Fig. 2.

Nv-tsl is necessary for VM integrity inNasonia. (A,B) Cuticle preparations of egfp RNAi (A) and Nv-tsl RNAi (B) embryos. Scale bars: 100 μm. (C,D) Embryos from RNAi-injected females following Neutral Red assay. Egfp RNAi embryos (C) show no appreciable staining with Neutral Red, while Nv-tsl RNAi (D) embryos stain consistently. Scale bars: 500 µm. (E,F) Transmission electron micrographs of egfp RNAi (E) and Nv-tsl RNAi (F) ovaries. Scale bars: 2000 nm. ch, chorion (clear region); vm, vitelline membrane (electron dense region). The gap between the chorion and VM is due to the oocyte peeling away from the follicle cells. Insets show the location and thickness of the vitelline membrane in each treatment. (G) Transmission electron micrograph of Nv-tsl RNAi ovary showing thin chorion with a hole (marked). Scale bar: 1000 nm. (H) Quantification of chorion width for egfp and Nv-tsl RNAi-treated ovaries. For each image, the mean chorion width was measured. Data from 2­–11 images (technical replicates) were averaged for each biological replicate. There is no significant difference between chorion width between egfp and Nv-tsl RNAi-treated ovaries. (I) Quantification of VM width for egfp and Nv-tsl RNAi-treated ovaries. For each image, the mean VM width was measured. Data from 2–11 images (technical replicates) were averaged for each biological replicate. VM width differs significantly between egfp and Nv-tsl RNAi-treated ovaries. (J) Quantification of gaps in the VM for egfp and Nv-tsl RNAi-treated ovaries. The number of gaps per micron in each technical replicate was averaged to produce the mean number per biological replicate. Egfp RNAi-treated ovaries have significantly fewer gaps than those treated by Nv-tsl RNAi.

Fig. 2.

Nv-tsl is necessary for VM integrity inNasonia. (A,B) Cuticle preparations of egfp RNAi (A) and Nv-tsl RNAi (B) embryos. Scale bars: 100 μm. (C,D) Embryos from RNAi-injected females following Neutral Red assay. Egfp RNAi embryos (C) show no appreciable staining with Neutral Red, while Nv-tsl RNAi (D) embryos stain consistently. Scale bars: 500 µm. (E,F) Transmission electron micrographs of egfp RNAi (E) and Nv-tsl RNAi (F) ovaries. Scale bars: 2000 nm. ch, chorion (clear region); vm, vitelline membrane (electron dense region). The gap between the chorion and VM is due to the oocyte peeling away from the follicle cells. Insets show the location and thickness of the vitelline membrane in each treatment. (G) Transmission electron micrograph of Nv-tsl RNAi ovary showing thin chorion with a hole (marked). Scale bar: 1000 nm. (H) Quantification of chorion width for egfp and Nv-tsl RNAi-treated ovaries. For each image, the mean chorion width was measured. Data from 2­–11 images (technical replicates) were averaged for each biological replicate. There is no significant difference between chorion width between egfp and Nv-tsl RNAi-treated ovaries. (I) Quantification of VM width for egfp and Nv-tsl RNAi-treated ovaries. For each image, the mean VM width was measured. Data from 2–11 images (technical replicates) were averaged for each biological replicate. VM width differs significantly between egfp and Nv-tsl RNAi-treated ovaries. (J) Quantification of gaps in the VM for egfp and Nv-tsl RNAi-treated ovaries. The number of gaps per micron in each technical replicate was averaged to produce the mean number per biological replicate. Egfp RNAi-treated ovaries have significantly fewer gaps than those treated by Nv-tsl RNAi.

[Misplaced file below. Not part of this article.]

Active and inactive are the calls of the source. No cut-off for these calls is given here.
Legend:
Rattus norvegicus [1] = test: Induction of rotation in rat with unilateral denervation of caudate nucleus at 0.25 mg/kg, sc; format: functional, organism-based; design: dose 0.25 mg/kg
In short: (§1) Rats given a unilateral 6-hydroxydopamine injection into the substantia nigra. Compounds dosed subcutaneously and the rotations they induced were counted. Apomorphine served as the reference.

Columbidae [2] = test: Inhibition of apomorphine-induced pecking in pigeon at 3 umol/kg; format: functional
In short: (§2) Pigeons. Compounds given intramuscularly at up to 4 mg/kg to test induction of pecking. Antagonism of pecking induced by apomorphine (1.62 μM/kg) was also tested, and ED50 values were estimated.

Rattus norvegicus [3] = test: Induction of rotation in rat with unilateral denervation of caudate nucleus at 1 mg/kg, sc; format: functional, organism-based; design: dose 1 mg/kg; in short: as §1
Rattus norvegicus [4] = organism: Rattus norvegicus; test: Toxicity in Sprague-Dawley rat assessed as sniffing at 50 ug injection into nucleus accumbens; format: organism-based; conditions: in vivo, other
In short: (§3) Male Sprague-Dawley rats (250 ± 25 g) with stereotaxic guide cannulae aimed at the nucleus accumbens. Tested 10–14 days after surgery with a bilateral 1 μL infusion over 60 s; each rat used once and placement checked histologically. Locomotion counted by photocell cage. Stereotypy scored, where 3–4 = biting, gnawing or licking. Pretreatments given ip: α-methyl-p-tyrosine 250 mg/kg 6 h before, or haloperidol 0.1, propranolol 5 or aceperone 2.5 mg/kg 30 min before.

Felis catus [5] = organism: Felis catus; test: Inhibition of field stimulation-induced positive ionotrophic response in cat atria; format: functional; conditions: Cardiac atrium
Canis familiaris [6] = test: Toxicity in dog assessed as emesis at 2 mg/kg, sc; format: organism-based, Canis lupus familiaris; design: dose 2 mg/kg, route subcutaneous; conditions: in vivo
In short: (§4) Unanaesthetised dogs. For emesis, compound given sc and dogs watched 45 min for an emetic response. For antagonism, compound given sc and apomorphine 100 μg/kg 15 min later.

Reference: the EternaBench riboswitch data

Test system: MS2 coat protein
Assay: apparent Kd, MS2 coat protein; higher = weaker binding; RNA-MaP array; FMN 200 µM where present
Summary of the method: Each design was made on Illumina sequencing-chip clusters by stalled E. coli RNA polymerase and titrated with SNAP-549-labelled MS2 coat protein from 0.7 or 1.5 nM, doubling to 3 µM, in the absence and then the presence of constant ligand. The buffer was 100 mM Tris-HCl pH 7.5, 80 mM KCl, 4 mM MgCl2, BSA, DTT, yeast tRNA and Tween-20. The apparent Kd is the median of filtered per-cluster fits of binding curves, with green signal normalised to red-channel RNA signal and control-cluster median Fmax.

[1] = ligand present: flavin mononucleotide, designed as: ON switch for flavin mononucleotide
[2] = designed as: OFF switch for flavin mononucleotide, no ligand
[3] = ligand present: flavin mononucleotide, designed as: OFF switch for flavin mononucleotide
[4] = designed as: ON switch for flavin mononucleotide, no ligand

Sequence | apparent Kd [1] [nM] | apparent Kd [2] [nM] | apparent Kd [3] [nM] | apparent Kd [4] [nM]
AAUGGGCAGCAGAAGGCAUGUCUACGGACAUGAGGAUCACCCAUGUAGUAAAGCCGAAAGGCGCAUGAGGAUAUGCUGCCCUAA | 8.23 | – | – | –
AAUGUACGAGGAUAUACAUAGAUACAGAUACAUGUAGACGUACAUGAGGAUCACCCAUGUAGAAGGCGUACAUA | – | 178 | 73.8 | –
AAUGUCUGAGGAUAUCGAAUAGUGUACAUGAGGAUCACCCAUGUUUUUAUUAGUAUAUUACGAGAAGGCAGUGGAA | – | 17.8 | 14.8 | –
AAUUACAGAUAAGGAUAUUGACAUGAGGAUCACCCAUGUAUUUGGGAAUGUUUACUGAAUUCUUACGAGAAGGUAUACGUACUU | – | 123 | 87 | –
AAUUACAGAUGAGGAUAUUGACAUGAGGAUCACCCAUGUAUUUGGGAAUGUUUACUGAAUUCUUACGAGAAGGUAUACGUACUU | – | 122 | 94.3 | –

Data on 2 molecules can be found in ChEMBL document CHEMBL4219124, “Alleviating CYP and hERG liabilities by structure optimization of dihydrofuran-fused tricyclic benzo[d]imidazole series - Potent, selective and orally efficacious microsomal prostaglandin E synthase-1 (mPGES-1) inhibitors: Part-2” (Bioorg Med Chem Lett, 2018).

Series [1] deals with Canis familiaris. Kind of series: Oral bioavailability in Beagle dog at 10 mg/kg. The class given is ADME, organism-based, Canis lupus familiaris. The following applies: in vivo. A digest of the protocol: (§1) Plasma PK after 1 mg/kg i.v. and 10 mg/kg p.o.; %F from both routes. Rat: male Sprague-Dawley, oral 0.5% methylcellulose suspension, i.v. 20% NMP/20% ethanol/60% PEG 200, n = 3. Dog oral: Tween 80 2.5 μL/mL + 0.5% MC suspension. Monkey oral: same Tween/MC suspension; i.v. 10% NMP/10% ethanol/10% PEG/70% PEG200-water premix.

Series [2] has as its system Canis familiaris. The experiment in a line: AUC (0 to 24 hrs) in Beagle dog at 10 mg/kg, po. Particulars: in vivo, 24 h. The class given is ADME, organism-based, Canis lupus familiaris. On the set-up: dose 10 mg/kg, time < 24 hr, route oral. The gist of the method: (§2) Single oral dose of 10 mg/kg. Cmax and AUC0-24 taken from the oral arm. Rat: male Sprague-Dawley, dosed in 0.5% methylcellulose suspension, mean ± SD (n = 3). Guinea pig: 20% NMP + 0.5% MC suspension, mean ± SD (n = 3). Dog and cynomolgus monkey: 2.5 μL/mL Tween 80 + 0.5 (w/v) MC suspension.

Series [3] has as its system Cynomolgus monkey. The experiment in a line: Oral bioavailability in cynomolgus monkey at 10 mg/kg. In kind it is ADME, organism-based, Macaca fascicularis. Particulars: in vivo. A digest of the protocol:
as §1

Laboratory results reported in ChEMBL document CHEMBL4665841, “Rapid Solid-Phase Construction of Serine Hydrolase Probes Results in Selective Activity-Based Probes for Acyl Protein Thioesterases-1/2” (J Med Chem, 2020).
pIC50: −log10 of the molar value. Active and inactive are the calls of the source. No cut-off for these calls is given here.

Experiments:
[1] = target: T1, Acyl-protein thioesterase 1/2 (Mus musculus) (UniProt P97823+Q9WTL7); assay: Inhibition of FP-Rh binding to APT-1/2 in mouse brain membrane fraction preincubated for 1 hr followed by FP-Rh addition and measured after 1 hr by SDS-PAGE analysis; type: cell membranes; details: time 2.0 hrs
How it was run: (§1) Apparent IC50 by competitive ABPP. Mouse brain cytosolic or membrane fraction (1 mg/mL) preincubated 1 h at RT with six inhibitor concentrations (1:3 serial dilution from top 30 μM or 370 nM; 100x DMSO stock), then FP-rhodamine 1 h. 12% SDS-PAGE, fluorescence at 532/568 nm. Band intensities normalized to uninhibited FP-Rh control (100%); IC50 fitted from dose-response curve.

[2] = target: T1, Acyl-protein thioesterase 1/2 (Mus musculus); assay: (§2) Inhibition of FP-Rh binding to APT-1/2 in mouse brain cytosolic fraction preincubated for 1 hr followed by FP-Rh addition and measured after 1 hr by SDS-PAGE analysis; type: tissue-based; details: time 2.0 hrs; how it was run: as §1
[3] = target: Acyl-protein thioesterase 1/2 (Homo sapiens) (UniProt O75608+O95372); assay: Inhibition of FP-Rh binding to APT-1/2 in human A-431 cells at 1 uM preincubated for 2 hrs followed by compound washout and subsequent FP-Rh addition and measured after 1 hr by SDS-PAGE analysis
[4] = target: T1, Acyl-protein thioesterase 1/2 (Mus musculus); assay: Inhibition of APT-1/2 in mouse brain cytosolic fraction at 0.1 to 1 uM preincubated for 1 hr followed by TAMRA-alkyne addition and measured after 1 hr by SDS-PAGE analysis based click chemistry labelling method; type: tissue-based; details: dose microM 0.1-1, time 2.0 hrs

We infer that the lack of cuticle structure formation after 24 h indicates embryos were dying early in development. Indeed, some early (0–4 h old) embryos that we collected were flaccid to the touch. This phenotype is characteristic of a defect in one of the membranes surrounding the egg, the VM, a proteinaceous, heavily cross-linked matrix surrounding the oocyte (Waring, 2000). To further investigate this, we exposed embryos to Neutral Red, a vital dye used to reveal VM integrity problems in Drosophila (LeMosy and Hashimoto, 2000; Ventura et al., 2010; Waring, 2000) and eggshell integrity in Aedes aegypti (Isoe et al., 2019). Embryos with impaired eggshell integrity take up the dye and stain bright red. When Nv-tsl knockdown embryos were exposed to Neutral Red, 63% became stained, compared to 4.5% of embryos from control wasps injected with double-stranded RNA against the gene encoding enhanced green fluorescence protein (egfp RNAi) (Fig. 2C,D). This implies that Nv-tsl may be required for an aspect of eggshell biogenesis. Two membranes surround insect oocytes; outside the plasma membrane of the egg is the VM and beyond it lies the chorion. Since the chorions of embryos were not removed prior to Neutral Red staining, (as this is very difficult in Nasonia), our assay cannot distinguish between defects in the chorion and VM in Nasonia.

Nv-tsl knockdown oocytes have defective VMs